The boundaries of who is or is not a member of the Chinese nation are not necessarily consistent. A person of Russian (Éluōsī Zú), Korean (Cháoxiǎn Zú), Vietnamese (Jīng Zú), Kyrgyz (Kēěrkèzī Zú), Hmong (Miáo Zú), or Mongol (Měnggǔ Zú) ethnicity with Chinese citizenship would be considered a full member of the Zhonghua Minzu. A Russian living in Russia, a Korean living in Korea, a Vietnamese living in Vietnam, a Kyrgyz living in Kyrgyzstan, a Hmong person living in Southeast Asia, or a Mongol living in Mongolia would almost universally be considered not to be. On the other hand, Cháoxiǎn Zú living and working in Korea or Mongolian from Inner Mongolia living and working in the independent state of Mongolia would be considered members of the Zhonghua Minzu, which can give rise to potential issues of identity.[citation needed] It has been suggested that Harbin Russians be merged into this article or section. ... This article talks about the Korean people (朝鲜族/조선족) in China. ... ‹ The template below (Expand) is being considered for deletion. ... For the language spoken by this ethnic group, see Kyrgyz language. ... The Hmong, also known as Miao (Chinese: 苗: Miáo; Vietnamese: Mẹo or Hmông; Thai: ม้ง (mong) or แม้ว (maew)), are an Asian ethnic group whose homeland is in the mountainous regions of southern China (especially Guizhou) that cross into northern Southeast Asia (northern Vietnam and Laos). ... Ethnic Mongols in China (Chinese: 蒙古族) are citizens of the Peoples Republic of China who are ethnic Mongols. ... This article is about the Korean civilization. ... Hmong may refer to: Hmong people, an ethnic group in China and Southeast Asia Hmong language, a cluster of closely related Hmong-Mien languages Hmong customs and culture Category: ... Inner Mongolia (Mongolian: ᠥᠪᠦᠷ ᠮᠣᠨᠺᠤᠯᠤᠨ ᠥᠪᠡᠷᠲᠡᠺᠡᠨ ᠵᠠᠰᠠᠬᠤ ᠣᠷᠤᠨ r Mongghul-un bertegen Jasaqu Orun; Chinese: 内蒙古自治区; Hanyu Pinyin: N i Měnggǔ Z qū) is an Autonomous Region of the Peoples Republic of China. ...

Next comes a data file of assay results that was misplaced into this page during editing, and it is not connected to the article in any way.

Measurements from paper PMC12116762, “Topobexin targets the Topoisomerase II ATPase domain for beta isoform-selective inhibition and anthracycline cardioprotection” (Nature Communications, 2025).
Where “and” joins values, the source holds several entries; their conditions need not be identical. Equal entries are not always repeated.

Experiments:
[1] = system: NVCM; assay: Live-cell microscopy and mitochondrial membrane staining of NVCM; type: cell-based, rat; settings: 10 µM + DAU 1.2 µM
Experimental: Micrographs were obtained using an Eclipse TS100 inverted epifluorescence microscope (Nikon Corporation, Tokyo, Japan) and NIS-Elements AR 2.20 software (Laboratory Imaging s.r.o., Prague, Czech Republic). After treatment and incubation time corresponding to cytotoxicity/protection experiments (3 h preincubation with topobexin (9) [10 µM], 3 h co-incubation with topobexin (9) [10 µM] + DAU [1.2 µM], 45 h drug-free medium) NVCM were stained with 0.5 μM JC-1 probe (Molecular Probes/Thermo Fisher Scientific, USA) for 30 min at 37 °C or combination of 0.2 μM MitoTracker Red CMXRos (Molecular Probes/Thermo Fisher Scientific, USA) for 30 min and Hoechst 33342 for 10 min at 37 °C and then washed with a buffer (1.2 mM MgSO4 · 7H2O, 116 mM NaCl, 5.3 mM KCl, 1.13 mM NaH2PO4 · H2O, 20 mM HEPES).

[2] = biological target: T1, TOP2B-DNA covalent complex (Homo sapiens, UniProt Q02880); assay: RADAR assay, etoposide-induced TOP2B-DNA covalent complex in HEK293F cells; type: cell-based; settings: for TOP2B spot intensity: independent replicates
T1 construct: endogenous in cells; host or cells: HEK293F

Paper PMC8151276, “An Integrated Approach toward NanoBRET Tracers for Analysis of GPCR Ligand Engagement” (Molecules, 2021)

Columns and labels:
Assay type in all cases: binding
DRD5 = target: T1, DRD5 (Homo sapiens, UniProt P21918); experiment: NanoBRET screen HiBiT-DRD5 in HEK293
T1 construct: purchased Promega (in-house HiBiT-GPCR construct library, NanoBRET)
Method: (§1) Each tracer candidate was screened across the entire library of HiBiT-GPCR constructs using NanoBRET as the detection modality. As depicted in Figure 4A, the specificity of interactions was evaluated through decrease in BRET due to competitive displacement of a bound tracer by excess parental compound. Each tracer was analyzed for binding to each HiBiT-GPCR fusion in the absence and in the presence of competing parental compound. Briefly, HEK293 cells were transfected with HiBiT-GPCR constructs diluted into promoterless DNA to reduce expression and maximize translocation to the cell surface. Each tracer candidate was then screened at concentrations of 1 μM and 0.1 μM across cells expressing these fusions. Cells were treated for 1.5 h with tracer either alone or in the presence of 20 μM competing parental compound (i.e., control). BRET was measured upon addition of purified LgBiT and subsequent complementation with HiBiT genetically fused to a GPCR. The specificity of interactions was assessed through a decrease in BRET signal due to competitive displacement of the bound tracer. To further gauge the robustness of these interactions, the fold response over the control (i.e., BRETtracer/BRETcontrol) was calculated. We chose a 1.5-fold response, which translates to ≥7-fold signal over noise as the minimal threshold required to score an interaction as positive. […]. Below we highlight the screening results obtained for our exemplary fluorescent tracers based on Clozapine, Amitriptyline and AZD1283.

Whether ethnic Han Chinese living overseas and not having Chinese citizenship are considered part of this Chinese nationality depends on the speaker and the context. Overseas Chinese in Indonesia, Malaysia and Singapore make a clear distinction between being Chinese in a political sense and being Chinese in an ethnic sense, making it unclear whether or not they belong to such a group that contains both political and ethnic connotations. Languages various Religions Predominantly Taoism, Mahayana Buddhism, traditional Chinese religions, and atheism. ...